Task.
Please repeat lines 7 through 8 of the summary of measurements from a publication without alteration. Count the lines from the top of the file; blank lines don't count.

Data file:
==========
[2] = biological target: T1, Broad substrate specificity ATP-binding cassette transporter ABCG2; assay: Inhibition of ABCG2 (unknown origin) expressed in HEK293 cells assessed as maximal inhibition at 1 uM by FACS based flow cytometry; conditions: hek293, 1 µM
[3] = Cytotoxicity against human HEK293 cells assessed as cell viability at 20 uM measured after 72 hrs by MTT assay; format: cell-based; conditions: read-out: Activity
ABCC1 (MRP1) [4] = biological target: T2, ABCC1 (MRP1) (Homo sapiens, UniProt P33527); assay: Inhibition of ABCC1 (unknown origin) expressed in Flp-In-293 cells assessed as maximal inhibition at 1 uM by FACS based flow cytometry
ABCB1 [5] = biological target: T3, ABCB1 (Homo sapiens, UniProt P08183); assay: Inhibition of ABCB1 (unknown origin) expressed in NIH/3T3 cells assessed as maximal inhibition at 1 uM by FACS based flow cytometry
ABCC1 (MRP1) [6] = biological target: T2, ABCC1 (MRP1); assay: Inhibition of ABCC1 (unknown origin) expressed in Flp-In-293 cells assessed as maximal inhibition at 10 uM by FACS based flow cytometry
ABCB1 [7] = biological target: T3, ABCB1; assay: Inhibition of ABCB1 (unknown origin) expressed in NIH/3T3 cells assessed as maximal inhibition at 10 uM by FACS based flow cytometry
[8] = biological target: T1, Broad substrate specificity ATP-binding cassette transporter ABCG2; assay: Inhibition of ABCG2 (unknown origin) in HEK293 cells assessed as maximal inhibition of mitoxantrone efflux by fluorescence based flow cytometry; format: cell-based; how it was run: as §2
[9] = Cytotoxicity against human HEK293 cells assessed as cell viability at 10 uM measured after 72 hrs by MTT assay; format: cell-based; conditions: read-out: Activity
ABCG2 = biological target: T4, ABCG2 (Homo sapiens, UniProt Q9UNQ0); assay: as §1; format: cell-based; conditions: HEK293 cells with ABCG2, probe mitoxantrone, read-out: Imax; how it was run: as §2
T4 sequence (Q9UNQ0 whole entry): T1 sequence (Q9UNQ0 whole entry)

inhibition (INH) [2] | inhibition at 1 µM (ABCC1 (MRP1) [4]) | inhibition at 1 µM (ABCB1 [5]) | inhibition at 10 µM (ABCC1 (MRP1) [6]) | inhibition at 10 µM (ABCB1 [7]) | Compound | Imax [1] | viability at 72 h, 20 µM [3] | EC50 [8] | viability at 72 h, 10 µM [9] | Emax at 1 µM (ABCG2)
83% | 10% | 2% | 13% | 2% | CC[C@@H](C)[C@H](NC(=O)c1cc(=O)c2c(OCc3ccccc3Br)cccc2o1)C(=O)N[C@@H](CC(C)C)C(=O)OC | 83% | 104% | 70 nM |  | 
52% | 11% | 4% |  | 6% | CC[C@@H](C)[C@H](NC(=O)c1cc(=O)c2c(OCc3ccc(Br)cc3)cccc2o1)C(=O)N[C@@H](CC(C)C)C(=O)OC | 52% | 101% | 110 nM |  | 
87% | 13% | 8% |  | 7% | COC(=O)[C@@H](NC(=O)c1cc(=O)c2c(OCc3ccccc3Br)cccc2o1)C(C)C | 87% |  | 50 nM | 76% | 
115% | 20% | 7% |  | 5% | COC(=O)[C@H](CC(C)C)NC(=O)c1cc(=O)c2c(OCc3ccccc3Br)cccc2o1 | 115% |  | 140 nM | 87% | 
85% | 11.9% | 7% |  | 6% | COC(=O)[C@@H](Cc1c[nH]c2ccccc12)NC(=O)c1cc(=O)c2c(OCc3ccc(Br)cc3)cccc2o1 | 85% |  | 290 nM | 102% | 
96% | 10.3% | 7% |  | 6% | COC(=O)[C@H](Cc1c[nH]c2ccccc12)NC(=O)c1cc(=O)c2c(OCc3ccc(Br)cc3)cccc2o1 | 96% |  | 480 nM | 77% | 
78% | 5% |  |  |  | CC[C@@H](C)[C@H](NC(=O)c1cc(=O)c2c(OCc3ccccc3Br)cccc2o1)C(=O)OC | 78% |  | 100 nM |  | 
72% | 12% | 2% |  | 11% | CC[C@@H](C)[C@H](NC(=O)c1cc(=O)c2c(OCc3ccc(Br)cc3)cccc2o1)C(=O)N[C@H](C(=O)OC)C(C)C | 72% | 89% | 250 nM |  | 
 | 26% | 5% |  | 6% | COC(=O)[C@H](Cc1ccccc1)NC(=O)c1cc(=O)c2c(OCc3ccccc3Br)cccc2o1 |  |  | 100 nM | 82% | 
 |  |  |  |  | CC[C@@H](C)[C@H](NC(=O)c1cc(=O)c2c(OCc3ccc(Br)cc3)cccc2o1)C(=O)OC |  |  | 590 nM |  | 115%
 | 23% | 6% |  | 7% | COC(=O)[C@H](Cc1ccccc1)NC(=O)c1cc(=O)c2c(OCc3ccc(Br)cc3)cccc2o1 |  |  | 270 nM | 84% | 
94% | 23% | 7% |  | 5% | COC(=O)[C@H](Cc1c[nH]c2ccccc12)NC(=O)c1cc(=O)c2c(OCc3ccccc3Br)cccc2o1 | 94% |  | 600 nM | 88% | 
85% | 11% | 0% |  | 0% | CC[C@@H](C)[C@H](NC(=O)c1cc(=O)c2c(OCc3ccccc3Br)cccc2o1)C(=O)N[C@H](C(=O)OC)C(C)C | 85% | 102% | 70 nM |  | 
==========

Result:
[8] = biological target: T1, Broad substrate specificity ATP-binding cassette transporter ABCG2; assay: Inhibition of ABCG2 (unknown origin) in HEK293 cells assessed as maximal inhibition of mitoxantrone efflux by fluorescence based flow cytometry; format: cell-based; how it was run: as §2
[9] = Cytotoxicity against human HEK293 cells assessed as cell viability at 10 uM measured after 72 hrs by MTT assay; format: cell-based; conditions: read-out: Activity